Continuing with the blog post from last month (link), we will now introduce you to the 3 small cat species that inhabit the lowlands of Manu National Park.


Photo: Pete Oxford

The Ocelot is the largest of the small cats found in the Amazon Rainforest (their full distribution ranges from southern US to Northern Argentina), and it is also the most abundant one in this ecosystem. It has many local names such as ‘Tigrillo’, ‘Ocelote’, or ‘Jaguarete’. Even thought it is technically abundant, it is not commonly seen on our regular walks. In order to maximize your chances to see one, ask your guide to do a couple of night walks to search for them on the trails around the Lodge. While we can’t guarantee anything, this is your best shot at finding this elusive cat.  

The following video shows an Ocelot foraging a grassland, as recorded by the NGO Panthera, in Brazil.


Photo: George F. Mobley / National Geographic Society

The Margay is extremely similar to the Ocelot; however, it is a bit smaller. Besides being smaller, the Margay is also a lot slimmer, has bigger and less spots, has a longer tail, and a smaller head with two disproportionally big eyes. A fun fact about the Margay –which explains why it is hardly seen- is that it is an arboreal species. It is simple astonishing how agile and well adapted these cats are for their life in the canopy.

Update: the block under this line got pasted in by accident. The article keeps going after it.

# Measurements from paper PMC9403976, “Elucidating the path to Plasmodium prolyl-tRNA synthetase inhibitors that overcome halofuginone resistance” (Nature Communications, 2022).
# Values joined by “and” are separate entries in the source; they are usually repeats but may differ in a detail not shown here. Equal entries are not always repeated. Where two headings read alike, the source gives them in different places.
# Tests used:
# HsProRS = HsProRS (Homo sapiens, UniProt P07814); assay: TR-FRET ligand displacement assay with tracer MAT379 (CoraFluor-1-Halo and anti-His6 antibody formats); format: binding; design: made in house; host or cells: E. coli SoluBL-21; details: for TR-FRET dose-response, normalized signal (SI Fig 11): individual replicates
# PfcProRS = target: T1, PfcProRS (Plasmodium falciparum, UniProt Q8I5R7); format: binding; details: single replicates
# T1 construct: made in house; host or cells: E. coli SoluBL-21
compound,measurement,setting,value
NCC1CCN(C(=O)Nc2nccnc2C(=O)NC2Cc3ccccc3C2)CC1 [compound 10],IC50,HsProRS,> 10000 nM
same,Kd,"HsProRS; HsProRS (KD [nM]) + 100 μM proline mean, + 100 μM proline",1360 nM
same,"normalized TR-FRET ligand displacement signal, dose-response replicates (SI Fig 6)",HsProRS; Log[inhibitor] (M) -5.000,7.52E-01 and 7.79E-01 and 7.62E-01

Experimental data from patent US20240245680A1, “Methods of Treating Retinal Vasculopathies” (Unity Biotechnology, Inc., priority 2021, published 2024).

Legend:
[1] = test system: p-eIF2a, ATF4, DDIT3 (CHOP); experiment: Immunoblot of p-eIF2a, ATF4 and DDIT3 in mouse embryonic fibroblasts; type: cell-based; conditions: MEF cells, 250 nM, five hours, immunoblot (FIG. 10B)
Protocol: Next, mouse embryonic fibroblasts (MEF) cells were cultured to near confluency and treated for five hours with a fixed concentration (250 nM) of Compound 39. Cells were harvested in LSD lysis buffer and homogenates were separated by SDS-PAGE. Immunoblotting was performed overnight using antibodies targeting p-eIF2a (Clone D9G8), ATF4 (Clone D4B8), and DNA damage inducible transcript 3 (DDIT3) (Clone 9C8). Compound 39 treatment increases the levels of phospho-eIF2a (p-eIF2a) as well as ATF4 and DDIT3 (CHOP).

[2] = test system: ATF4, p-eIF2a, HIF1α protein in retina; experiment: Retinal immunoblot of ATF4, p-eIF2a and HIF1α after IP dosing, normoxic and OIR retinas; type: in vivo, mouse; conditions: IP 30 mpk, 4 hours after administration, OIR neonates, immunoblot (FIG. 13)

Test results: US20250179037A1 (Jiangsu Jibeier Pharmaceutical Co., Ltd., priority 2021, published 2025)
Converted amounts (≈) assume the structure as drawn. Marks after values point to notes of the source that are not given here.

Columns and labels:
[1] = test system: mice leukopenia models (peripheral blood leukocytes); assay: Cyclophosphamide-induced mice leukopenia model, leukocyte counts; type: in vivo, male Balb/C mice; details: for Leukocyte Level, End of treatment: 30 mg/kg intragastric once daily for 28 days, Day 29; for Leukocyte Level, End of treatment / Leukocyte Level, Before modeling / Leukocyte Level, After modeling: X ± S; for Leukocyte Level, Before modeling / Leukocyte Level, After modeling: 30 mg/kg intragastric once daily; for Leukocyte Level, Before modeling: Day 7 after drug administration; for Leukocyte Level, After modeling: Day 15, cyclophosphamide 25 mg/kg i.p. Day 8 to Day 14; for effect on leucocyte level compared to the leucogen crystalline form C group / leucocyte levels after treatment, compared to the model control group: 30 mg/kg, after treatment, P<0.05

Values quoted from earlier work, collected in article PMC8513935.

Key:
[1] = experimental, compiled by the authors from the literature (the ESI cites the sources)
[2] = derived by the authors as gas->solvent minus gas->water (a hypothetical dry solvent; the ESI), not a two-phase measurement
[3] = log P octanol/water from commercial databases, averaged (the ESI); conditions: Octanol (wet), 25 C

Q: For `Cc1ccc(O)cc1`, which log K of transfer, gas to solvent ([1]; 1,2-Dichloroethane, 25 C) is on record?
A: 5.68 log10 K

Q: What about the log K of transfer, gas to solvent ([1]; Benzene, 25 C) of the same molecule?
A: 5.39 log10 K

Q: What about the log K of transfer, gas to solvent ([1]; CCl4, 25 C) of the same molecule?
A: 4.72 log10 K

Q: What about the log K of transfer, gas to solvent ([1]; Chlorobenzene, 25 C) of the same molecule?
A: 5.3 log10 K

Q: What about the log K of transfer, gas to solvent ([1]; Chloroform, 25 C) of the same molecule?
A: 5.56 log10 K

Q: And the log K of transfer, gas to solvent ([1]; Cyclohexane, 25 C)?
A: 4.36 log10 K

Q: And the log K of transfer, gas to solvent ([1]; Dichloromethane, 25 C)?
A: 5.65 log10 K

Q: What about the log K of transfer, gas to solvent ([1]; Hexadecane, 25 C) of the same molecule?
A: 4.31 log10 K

There have been reports of a Margay sleeping in our Canopy Tower by our Cleaning Crew, 50 meters away from the ground!

If you wish to get blown away by how agile these cats are, please check the following video:


Photo:­ Tulpius (Flickr User)

The Jaguarondi is the rarest of the cats found in the Amazon. With its long body and short legs, it is usually confused with the much more common Tayra (Eira Barbara), or even with a Giant River Otter (Pteronura brasiliensis. This little known cat is widely distributed in a variety of environments, and is rare in all of them. Over the years we have only seen it a handful of times, normally crossing the trail in front of us.

An interesting fact about the Jaguarundi is, that it is the only other member of the genus ‘Puma’, along with the aptly named Puma, or Cougar, which was described in our previous blog post about the big cats of Tambo Blanquillo.

Watching the following video will give you a glimpse of this rare cat, as recorded from a camera trap. Once you see the video, it is easy to understand why it is often confused with a Tayra, or an Otter.

This blog was meant to give you an introduction to the small cats of the Amazon Rainforest.

If you wish to have the opportunity (we can’t guarantee anything) to see this, as well as an array of other amazing natural spectacles, please do not hesitate to contact us. We will make sure you have the trip of a life time!

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